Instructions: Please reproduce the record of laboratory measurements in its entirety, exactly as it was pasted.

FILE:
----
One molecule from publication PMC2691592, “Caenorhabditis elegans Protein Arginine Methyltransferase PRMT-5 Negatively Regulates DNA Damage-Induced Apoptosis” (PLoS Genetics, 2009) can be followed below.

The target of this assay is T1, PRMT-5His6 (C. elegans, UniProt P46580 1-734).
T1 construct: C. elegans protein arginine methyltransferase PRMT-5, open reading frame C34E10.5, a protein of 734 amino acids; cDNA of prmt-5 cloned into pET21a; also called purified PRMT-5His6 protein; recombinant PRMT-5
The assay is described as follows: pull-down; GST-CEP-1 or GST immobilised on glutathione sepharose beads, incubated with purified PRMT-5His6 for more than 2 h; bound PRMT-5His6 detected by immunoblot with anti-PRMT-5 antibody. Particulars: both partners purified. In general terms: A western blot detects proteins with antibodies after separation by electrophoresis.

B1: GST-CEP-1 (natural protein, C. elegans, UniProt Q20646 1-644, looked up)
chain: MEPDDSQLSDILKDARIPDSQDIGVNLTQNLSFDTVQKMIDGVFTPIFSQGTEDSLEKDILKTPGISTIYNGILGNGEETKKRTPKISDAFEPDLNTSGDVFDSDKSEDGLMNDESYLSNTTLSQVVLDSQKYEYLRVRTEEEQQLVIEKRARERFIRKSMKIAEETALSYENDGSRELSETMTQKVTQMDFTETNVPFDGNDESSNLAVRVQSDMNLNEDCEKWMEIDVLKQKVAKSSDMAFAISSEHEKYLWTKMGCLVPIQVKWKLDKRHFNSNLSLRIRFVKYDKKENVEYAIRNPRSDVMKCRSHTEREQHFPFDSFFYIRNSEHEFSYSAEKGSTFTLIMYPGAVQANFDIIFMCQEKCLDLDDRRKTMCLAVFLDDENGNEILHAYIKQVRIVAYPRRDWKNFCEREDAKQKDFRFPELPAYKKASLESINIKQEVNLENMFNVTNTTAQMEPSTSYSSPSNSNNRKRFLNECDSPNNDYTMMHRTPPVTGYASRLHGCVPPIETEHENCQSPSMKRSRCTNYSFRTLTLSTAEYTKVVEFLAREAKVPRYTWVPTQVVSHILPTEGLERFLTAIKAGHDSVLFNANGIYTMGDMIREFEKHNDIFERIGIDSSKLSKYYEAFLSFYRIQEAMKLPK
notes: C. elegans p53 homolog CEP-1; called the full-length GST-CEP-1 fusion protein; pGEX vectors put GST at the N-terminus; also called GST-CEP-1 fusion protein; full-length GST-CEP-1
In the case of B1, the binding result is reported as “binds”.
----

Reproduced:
One molecule from publication PMC2691592, “Caenorhabditis elegans Protein Arginine Methyltransferase PRMT-5 Negatively Regulates DNA Damage-Induced Apoptosis” (PLoS Genetics, 2009) can be followed below.

The target of this assay is T1, PRMT-5His6 (C. elegans, UniProt P46580 1-734).
T1 construct: C. elegans protein arginine methyltransferase PRMT-5, open reading frame C34E10.5, a protein of 734 amino acids; cDNA of prmt-5 cloned into pET21a; also called purified PRMT-5His6 protein; recombinant PRMT-5
The assay is described as follows: pull-down; GST-CEP-1 or GST immobilised on glutathione sepharose beads, incubated with purified PRMT-5His6 for more than 2 h; bound PRMT-5His6 detected by immunoblot with anti-PRMT-5 antibody. Particulars: both partners purified. In general terms: A western blot detects proteins with antibodies after separation by electrophoresis.

B1: GST-CEP-1 (natural protein, C. elegans, UniProt Q20646 1-644, looked up)
chain: MEPDDSQLSDILKDARIPDSQDIGVNLTQNLSFDTVQKMIDGVFTPIFSQGTEDSLEKDILKTPGISTIYNGILGNGEETKKRTPKISDAFEPDLNTSGDVFDSDKSEDGLMNDESYLSNTTLSQVVLDSQKYEYLRVRTEEEQQLVIEKRARERFIRKSMKIAEETALSYENDGSRELSETMTQKVTQMDFTETNVPFDGNDESSNLAVRVQSDMNLNEDCEKWMEIDVLKQKVAKSSDMAFAISSEHEKYLWTKMGCLVPIQVKWKLDKRHFNSNLSLRIRFVKYDKKENVEYAIRNPRSDVMKCRSHTEREQHFPFDSFFYIRNSEHEFSYSAEKGSTFTLIMYPGAVQANFDIIFMCQEKCLDLDDRRKTMCLAVFLDDENGNEILHAYIKQVRIVAYPRRDWKNFCEREDAKQKDFRFPELPAYKKASLESINIKQEVNLENMFNVTNTTAQMEPSTSYSSPSNSNNRKRFLNECDSPNNDYTMMHRTPPVTGYASRLHGCVPPIETEHENCQSPSMKRSRCTNYSFRTLTLSTAEYTKVVEFLAREAKVPRYTWVPTQVVSHILPTEGLERFLTAIKAGHDSVLFNANGIYTMGDMIREFEKHNDIFERIGIDSSKLSKYYEAFLSFYRIQEAMKLPK
notes: C. elegans p53 homolog CEP-1; called the full-length GST-CEP-1 fusion protein; pGEX vectors put GST at the N-terminus; also called GST-CEP-1 fusion protein; full-length GST-CEP-1
In the case of B1, the binding result is reported as “binds”.